You remove your underwear, lie down on the floor on your carefully constructed "nest," and wait for the lubed-up fingers of your partner—or a stranger—to start lightly rubbing your clitoris.
This is orgasmic meditation—or OM-ing as its devotees call it—and it is a 15-minute wellness practice designed to instill more connection, vitality and pleasure in your life.
OM-ing isn't about climaxing more. Rather it's about being in the moment and expanding the sweet spot of orgasm.
At OneTaste—which operates OM retreats in New York City, Los Angeles and seven other U.S. cities (as well as London and Melbourne)—classes are open to couples and singles. However, if you're not already loved up and want to practice OM, its coaches recommend you bring along a friend you trust to, you know, rub your lady bits.
On a recent episode of Bustle's Honestly Though podcast, sex writer Rose Surnow spoke about her own experience with orgasmic meditation, noting that three years of practice has radically changed her sex life.
Surnow explained that OM-ing is all about helping women work through some of their blocks so they can start to enjoy sex more. She said she believes it's a game-changer for women who are used to giving sexual pleasure but not in receiving it.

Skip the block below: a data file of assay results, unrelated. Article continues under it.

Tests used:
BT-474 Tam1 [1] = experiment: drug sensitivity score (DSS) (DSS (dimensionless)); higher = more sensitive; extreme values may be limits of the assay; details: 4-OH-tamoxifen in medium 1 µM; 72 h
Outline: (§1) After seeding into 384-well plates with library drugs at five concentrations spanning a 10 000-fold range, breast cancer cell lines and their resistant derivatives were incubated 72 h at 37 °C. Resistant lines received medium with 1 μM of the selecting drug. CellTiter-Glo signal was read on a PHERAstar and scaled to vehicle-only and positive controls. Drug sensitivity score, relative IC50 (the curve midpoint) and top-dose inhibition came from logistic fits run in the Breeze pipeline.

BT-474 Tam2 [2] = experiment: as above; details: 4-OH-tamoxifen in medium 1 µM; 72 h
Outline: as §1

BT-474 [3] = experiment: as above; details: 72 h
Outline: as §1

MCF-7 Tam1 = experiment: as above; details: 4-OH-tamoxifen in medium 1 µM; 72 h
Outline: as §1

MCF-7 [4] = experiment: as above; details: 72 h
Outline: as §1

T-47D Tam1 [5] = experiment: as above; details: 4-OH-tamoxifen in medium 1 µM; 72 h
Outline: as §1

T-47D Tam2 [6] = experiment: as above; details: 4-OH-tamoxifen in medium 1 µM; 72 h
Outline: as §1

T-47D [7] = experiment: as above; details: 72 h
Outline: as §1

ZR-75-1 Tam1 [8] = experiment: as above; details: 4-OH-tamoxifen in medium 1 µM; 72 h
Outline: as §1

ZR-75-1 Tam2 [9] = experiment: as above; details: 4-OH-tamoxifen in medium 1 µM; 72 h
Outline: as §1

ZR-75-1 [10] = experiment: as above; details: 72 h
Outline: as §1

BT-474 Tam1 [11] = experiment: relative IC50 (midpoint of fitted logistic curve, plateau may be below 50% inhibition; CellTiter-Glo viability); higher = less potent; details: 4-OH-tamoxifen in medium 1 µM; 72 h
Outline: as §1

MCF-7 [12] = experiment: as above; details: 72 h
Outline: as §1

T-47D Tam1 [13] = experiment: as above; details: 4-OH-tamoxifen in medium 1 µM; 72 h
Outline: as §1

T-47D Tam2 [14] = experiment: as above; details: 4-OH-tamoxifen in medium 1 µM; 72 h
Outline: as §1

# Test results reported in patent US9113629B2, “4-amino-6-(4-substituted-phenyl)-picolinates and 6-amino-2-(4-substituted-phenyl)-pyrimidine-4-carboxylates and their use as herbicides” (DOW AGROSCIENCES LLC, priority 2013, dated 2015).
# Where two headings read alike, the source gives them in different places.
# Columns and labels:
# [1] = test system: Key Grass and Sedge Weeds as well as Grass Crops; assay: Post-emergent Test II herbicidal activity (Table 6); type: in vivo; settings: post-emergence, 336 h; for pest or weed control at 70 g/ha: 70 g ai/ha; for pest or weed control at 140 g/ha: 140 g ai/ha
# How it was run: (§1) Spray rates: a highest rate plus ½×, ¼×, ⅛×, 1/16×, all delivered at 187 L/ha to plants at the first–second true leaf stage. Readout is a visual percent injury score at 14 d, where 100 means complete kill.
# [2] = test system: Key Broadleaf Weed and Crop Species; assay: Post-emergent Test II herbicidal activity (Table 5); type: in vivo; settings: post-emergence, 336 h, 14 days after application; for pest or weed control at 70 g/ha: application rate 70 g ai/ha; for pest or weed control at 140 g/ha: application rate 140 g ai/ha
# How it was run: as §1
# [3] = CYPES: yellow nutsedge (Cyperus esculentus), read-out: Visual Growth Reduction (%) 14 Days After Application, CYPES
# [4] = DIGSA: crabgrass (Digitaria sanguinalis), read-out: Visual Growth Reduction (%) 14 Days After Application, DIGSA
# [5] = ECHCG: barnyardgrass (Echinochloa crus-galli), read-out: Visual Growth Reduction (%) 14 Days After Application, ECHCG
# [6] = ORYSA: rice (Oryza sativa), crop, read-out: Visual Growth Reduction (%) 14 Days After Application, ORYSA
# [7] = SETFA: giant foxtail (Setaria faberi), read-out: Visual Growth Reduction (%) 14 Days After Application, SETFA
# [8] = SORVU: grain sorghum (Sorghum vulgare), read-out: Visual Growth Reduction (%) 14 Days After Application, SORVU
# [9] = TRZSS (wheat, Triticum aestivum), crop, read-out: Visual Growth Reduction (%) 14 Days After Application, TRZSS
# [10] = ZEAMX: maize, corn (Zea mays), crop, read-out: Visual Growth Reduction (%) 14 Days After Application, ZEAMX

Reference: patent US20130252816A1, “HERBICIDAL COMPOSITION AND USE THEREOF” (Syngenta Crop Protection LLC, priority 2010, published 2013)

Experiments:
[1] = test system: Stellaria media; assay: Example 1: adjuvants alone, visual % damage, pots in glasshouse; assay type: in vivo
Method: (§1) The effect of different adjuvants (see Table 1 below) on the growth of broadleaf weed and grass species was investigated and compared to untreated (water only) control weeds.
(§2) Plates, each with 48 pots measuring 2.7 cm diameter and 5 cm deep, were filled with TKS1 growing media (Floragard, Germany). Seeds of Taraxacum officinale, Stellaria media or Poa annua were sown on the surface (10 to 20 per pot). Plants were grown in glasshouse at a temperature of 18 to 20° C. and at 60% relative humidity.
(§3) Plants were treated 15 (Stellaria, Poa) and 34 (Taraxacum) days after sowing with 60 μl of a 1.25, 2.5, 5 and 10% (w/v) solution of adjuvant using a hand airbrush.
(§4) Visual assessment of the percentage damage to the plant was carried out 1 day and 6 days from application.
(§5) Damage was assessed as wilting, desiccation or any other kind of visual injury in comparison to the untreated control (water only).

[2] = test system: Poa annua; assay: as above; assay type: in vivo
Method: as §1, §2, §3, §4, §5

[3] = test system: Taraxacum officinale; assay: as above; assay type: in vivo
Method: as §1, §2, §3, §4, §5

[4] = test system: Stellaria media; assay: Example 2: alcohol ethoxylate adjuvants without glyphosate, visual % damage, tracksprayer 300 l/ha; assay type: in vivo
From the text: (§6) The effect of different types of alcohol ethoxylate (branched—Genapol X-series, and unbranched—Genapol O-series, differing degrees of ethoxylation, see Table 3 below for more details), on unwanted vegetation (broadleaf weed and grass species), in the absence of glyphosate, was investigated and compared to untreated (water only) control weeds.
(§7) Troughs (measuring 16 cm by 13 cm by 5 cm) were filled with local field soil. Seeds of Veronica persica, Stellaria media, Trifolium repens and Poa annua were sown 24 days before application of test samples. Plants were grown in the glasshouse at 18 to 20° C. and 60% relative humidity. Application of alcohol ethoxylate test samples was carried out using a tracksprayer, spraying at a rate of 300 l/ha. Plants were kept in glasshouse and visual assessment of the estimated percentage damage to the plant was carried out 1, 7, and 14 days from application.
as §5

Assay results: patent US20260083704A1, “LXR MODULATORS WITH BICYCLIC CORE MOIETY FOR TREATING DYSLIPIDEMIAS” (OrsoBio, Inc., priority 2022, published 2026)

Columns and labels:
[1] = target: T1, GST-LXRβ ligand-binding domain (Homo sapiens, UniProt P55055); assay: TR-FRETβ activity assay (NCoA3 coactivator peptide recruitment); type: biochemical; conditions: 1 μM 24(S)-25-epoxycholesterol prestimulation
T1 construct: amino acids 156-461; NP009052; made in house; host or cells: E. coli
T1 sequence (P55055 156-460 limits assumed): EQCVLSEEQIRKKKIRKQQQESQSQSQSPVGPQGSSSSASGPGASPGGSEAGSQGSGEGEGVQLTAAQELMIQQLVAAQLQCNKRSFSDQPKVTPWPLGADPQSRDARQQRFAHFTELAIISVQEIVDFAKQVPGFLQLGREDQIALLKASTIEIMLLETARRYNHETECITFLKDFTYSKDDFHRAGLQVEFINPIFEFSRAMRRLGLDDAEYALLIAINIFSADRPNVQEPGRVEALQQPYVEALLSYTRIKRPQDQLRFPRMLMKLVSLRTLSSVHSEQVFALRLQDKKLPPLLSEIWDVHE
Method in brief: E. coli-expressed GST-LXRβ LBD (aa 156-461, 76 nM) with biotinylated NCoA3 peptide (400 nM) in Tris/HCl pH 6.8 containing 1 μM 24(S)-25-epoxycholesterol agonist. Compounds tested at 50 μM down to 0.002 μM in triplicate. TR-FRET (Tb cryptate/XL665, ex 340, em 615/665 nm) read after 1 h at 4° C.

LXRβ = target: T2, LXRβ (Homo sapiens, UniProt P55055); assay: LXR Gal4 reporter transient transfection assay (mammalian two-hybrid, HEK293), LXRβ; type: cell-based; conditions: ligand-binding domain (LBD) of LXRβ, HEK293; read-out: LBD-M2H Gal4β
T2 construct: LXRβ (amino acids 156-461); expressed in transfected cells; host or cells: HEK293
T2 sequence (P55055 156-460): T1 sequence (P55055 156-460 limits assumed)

On the podcast, Surnow explained how orgasmic meditation works:
First, the woman is naked from the waist down, while her partner remains clothed. The woman lies down on a specially constructed "nest," which includes a blanket and pillows for comfort.
The session commences with the lights on. There should be no candles, no "mood" music, no relaxing glasses of wine. The stroker sits on top of the woman, sets a timer, then "grounds" the woman by putting hands on her thighs. (This is done to put her at ease and make her feel less awkward about lying down pantless in a room full of strangers.)
The stroker then looks at the woman's vagina and then says something neutral like, "I notice that your labia is a pink coral color."
With a small amount of lube on their fingers (if a stranger, then on their gloves), the stroker says "I'm going to touch your pussy now." Then the light rubbing begins, lasting for 15 minutes with no specific goal.
Men are instructed to stroke their partner's clitoris with the same gentleness they would use to rub their own eyelid—often a complete change of pace for guys who have been brought up with images of aggressive and dramatic sex.
To Surnow, this is what makes OM as much a meditation-like practice as for their partners.
"They're just staring at a clitoris and they're stroking it super lightly, and it's 15 minutes, and they're totally focused," she said. "It's a revolutionary idea that something so subtle can be so deep."
This post originally appeared on Mamamia, Spring.St's Australian sister site. You can read it here.